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Comment: Re:A boon for technical searches (Score 1) 329

by Corgha (#33035650) Attached to: The End of Forgetting

This is one area where Google's search algorithm falls down [...] I wish there was the option for a decay (or timeout) function into their page-rank algorithms to reward contemporary information.

Look to the left of the search results. See the "Search Options" thing? Open that and you can restrict results by date range (and a number of other things).

I never noticed those options until someone pointed them out to me recently. I guess if you've been using something simple for a decade, at some point you stop looking for new things about it. But now I'm amazed all over again. For example, do a timeline search on Google for "New Orleans" and see the peaks around the Civil War and War of 1812, then click and read historical articles from those periods in the NYT.

Tying this back to the original article, I personally think it's awesome that the Internet appears to "remember" stuff from before it was built. Getting articles from 1861 in your search results is just trippy, so hats off to Google and the Times.

Technology

Computers Outperform Humans at Recognizing Faces 183

Posted by ScuttleMonkey
from the come-a-long-way dept.
seven of five writes "According to the recent Face Recognition Grand Challenge, The match up of face-recognition algorithms showed that machine recognition of human individuals has improved tenfold since 2002 and a hundredfold since 1995. 'Among other advantages, 3-D facial recognition identifies individuals by exploiting distinctive features of a human face's surface--for instance, the curves of the eye sockets, nose, and chin, which are where tissue and bone are most apparent and which don't change over time. Furthermore, Phillips says, "changes in illumination have adversely affected face-recognition performance from still images. But the shape of a face isn't affected by changes in illumination." Hence, 3-D face recognition might even be used in near-dark conditions.'"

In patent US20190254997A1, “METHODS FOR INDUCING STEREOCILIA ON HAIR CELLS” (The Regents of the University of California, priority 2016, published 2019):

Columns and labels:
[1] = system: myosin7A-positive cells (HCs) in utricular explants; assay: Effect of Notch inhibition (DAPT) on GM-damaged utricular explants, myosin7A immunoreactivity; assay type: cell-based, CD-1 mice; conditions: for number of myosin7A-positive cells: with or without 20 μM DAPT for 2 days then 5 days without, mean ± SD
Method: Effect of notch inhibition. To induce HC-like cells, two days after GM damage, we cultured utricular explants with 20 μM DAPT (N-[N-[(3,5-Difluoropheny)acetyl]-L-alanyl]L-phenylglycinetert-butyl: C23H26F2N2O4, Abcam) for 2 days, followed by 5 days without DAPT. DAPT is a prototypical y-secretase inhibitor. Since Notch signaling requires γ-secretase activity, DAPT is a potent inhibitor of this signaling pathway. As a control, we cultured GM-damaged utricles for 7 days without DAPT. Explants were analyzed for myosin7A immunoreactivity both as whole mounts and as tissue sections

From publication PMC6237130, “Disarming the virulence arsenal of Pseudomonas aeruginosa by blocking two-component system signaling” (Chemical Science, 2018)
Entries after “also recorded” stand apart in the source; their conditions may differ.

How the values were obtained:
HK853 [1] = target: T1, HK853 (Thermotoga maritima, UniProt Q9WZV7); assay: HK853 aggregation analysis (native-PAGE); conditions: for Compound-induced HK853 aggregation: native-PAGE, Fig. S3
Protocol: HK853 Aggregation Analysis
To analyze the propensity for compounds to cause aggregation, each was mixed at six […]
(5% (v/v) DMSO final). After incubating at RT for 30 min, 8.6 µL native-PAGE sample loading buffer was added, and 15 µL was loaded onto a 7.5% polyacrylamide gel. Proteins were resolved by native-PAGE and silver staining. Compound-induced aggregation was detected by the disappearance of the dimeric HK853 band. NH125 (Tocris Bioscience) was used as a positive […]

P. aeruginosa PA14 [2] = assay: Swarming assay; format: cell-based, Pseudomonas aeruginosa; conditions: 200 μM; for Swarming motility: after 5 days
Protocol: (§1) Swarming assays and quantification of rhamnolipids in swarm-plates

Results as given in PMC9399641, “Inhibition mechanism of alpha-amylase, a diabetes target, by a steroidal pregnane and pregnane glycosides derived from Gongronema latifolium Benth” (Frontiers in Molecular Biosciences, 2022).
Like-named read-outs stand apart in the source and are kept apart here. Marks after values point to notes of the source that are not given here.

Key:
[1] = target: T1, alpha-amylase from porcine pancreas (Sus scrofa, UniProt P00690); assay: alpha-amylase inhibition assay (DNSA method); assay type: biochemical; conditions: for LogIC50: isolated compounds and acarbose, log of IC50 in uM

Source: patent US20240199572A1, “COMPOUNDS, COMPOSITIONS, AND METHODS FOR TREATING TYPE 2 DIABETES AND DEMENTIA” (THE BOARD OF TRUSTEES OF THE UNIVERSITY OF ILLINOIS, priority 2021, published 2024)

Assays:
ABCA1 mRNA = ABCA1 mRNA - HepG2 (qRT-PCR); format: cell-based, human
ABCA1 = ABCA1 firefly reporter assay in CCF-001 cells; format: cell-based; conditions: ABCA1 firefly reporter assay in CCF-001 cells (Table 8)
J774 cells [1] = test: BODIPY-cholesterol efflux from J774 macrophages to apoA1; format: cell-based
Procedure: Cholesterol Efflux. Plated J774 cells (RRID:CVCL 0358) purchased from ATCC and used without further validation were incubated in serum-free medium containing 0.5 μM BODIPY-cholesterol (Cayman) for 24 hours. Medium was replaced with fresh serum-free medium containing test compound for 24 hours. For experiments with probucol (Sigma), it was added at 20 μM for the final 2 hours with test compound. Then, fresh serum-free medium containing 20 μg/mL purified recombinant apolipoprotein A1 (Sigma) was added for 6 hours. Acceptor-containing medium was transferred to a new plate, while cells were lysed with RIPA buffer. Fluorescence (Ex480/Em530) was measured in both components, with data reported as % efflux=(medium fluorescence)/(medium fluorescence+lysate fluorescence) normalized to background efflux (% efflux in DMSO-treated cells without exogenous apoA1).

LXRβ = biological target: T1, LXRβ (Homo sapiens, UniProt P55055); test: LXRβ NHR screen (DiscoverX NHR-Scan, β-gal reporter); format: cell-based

Space

Astronomers Again Baffled by Solar Observations 299

Posted by CowboyNeal
from the back-to-the-drawing-board dept.
SteakNShake writes "Once again professional astronomers are struggling to understand observations of the sun. ScienceDaily reports that a team from Saint Andrew's University announced that the sun's magnetic fields dominate the behavior of the corona via a mechanism dubbed the 'solar skeleton.' Computer models continue to be built to mimic the observed behavior of the sun in terms of magnetic fields but apparently the ball is still being dropped; no mention in the announcement is made of the electric fields that must be the cause of the observed magnetic fields. Also conspicuously absent from the press releases is the conclusion that the sun's corona is so-dominated by electric and magnetic fields because it is a plasma. In light of past and present research revealing the electrical nature of the universe, this kind of crippling ignorance among professional astrophysicists is astonishing."
Patents

New Patent Suit Threatens Bluetooth Standard 61

Posted by Zonk
from the we-need-those-teeth-for-talking dept.
Aditi.Tuteja writes "A U.S. research institute has sued Nokia, Samsung Electronics and Matsushita-owned Panasonic for violating a patent on Bluetooth technology, potentially putting the free wireless standard at risk. The Washington Research Foundation, which markets technology from the University of Washington, is seeking damages from the three mobile-phone makers for using a radio frequency receiver technology without paying royalties. From the article: 'According to the lawsuit, Bluetooth-based computers, cell phones and headsets made by the companies have violated four patents for research done in the mid-1990s by Edwin Suominen when he was a student at the University of Washington. All four patents are now licensed by the Washington Research Foundation. The foundation's lead counsel on the case, Steven Lisa, said the court filing followed two years of informal attempts to resolve the issue with the major players in the industry.'"
Programming

+ - Best Example of Good Open Source Code?

Submitted by
Anonymous Coward
Anonymous Coward writes "As a burgeoning software developer, I regularly use GPL'd software. Occasionally, I even take a peek at the code. But looking at the source code for firefox or thunderbird, I'm left wondering what a software developer who wishes to support open source does in his spare time. Learning such a complex code base would take a big commitment for even the simplest patches. I'm interested in knowing which piece(s) of software with an open source license have a model for good development. What applications stand out for good design and coding practices, as well as easily read and maintained source code? If open source produces better code (and I think it does), what are the best examples of good code? (and perhaps some examples of the worst as well)"

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